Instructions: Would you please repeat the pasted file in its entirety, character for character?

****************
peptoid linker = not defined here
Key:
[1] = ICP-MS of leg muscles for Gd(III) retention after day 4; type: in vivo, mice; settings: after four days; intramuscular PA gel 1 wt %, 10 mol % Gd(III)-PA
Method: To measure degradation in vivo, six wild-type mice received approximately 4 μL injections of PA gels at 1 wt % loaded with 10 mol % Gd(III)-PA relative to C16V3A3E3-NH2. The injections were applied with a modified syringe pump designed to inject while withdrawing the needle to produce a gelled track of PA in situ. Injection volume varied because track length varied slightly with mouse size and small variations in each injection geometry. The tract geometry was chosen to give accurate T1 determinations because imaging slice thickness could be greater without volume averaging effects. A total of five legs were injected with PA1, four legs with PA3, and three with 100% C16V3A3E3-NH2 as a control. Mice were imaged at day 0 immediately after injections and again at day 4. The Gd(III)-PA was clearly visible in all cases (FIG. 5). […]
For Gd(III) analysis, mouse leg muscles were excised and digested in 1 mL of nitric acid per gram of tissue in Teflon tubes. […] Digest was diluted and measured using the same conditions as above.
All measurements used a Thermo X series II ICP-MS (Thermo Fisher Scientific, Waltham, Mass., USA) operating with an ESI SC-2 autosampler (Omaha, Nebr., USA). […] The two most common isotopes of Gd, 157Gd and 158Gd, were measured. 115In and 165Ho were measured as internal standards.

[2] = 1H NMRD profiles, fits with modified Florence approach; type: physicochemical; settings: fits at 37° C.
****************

peptoid linker = not defined here
Key:
[1] = ICP-MS of leg muscles for Gd(III) retention after day 4; type: in vivo, mice; settings: after four days; intramuscular PA gel 1 wt %, 10 mol % Gd(III)-PA
Method: To measure degradation in vivo, six wild-type mice received approximately 4 μL injections of PA gels at 1 wt % loaded with 10 mol % Gd(III)-PA relative to C16V3A3E3-NH2. The injections were applied with a modified syringe pump designed to inject while withdrawing the needle to produce a gelled track of PA in situ. Injection volume varied because track length varied slightly with mouse size and small variations in each injection geometry. The tract geometry was chosen to give accurate T1 determinations because imaging slice thickness could be greater without volume averaging effects. A total of five legs were injected with PA1, four legs with PA3, and three with 100% C16V3A3E3-NH2 as a control. Mice were imaged at day 0 immediately after injections and again at day 4. The Gd(III)-PA was clearly visible in all cases (FIG. 5). […]
For Gd(III) analysis, mouse leg muscles were excised and digested in 1 mL of nitric acid per gram of tissue in Teflon tubes. […] Digest was diluted and measured using the same conditions as above.
All measurements used a Thermo X series II ICP-MS (Thermo Fisher Scientific, Waltham, Mass., USA) operating with an ESI SC-2 autosampler (Omaha, Nebr., USA). […] The two most common isotopes of Gd, 157Gd and 158Gd, were measured. 115In and 165Ho were measured as internal standards.

[2] = 1H NMRD profiles, fits with modified Florence approach; type: physicochemical; settings: fits at 37° C.